EFF is gathering data on illegal surveillance of Dakota Access Pipeline water protectors

During the Standing Rock confrontations, the Electronic Frontier Foundation got reports of police use of IMSI Catchers — secretive surveillance devices used to gather data from nearby cellphones, often called Stingrays or Dirtboxes — so it dispatched lawyers and technologists to monitor the situation, and filed 20 public records requests with law enforcement agencies.

EFF is still waiting to hear from most of these agencies and is also still analyzing its data, but they're looking for help from water protectors and their allies on the site. Here's a checklist of things to keep an eye out for if you're on-site.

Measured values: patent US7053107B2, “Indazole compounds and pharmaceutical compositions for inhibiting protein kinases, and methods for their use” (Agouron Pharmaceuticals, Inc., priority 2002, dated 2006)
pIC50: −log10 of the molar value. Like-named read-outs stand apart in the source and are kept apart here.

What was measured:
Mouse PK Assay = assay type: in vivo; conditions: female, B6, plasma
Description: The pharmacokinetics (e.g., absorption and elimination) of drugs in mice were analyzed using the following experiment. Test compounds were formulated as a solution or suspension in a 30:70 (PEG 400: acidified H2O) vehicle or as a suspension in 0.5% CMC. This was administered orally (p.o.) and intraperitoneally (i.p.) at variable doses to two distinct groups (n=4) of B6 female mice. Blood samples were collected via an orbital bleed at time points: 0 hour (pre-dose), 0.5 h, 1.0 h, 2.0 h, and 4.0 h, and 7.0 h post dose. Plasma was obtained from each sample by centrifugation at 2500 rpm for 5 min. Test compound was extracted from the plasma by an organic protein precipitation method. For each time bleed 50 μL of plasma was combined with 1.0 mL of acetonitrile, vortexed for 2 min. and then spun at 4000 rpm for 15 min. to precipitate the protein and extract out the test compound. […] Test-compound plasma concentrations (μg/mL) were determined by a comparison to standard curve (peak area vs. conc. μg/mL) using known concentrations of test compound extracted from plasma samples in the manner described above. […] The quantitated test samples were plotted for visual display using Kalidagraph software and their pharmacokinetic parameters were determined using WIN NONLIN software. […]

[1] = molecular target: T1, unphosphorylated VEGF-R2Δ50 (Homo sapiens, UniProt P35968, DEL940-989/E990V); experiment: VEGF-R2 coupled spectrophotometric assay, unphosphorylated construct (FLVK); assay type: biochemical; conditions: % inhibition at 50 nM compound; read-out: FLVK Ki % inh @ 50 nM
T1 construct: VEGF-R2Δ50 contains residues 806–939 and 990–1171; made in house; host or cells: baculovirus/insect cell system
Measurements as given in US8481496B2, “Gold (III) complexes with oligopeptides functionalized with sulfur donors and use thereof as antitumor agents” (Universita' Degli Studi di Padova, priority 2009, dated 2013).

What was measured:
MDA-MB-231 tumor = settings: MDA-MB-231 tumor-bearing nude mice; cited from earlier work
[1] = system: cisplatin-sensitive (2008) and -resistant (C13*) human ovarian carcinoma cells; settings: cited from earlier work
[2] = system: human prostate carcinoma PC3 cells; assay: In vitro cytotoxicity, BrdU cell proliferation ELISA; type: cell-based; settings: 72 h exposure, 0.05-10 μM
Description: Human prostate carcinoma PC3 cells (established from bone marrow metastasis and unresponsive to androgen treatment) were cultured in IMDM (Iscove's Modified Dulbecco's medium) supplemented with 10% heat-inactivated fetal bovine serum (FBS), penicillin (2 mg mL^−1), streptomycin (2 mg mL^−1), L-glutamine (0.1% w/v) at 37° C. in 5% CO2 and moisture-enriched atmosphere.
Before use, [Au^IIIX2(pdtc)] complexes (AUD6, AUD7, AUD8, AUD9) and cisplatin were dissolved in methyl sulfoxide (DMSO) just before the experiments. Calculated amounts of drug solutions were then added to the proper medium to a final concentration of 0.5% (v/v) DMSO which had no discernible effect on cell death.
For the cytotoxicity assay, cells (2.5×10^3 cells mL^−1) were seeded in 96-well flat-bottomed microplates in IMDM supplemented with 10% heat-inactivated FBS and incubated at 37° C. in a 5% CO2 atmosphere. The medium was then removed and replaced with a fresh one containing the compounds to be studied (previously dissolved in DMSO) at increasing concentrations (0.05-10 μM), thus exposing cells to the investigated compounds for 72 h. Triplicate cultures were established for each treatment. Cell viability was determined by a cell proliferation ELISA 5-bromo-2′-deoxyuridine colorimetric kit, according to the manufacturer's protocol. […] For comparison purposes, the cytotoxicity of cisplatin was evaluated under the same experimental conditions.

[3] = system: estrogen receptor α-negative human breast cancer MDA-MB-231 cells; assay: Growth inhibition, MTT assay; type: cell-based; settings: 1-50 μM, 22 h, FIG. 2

We're continuing to collect incident reports from water protectors on the ground, and we're keeping an eye out for any signs of cell-site simulator use. If you're at Standing Rock, here's a list of potential signs to look out for:

1. Apparent connectivity, but unable to transmit/receive or unusual delay in calls/texts (bars, but service not normal)

2. Unexpected loss of mobile signal (no bars)

3. Sudden mobile phone battery draining

4. Unexpected downgrading in cellular network (4G to 3G, 3G to 2G, etc.)

5. IMSI catcher evidence as detected by software (e.g. AIMSICD, Snoopsnitch)

Investigating Law Enforcement's Possible Use of Surveillance Technology at Standing Rock
[Stephanie Lacambra/EFF]